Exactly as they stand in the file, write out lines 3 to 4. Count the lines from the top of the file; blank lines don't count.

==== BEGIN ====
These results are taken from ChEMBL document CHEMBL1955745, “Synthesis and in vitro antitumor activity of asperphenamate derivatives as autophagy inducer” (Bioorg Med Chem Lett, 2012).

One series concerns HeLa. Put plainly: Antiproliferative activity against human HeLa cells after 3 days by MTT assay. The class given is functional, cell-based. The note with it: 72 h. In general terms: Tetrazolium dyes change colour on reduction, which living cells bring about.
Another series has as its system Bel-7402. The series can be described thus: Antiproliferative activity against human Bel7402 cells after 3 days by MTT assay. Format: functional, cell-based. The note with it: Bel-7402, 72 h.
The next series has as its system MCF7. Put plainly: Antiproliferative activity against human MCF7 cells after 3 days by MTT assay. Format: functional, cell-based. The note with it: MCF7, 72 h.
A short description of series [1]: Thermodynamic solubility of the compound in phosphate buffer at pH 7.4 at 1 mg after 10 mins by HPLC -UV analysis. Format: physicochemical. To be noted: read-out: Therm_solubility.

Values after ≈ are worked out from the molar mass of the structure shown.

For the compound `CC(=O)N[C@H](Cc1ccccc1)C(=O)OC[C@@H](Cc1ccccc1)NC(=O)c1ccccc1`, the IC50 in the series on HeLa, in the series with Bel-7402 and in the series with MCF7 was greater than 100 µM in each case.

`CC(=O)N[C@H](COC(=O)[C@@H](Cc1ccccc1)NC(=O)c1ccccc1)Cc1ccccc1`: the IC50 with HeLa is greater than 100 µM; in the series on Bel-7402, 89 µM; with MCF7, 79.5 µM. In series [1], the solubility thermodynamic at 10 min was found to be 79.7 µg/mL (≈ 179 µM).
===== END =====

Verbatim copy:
Another series has as its system Bel-7402. The series can be described thus: Antiproliferative activity against human Bel7402 cells after 3 days by MTT assay. Format: functional, cell-based. The note with it: Bel-7402, 72 h.
The next series has as its system MCF7. Put plainly: Antiproliferative activity against human MCF7 cells after 3 days by MTT assay. Format: functional, cell-based. The note with it: MCF7, 72 h.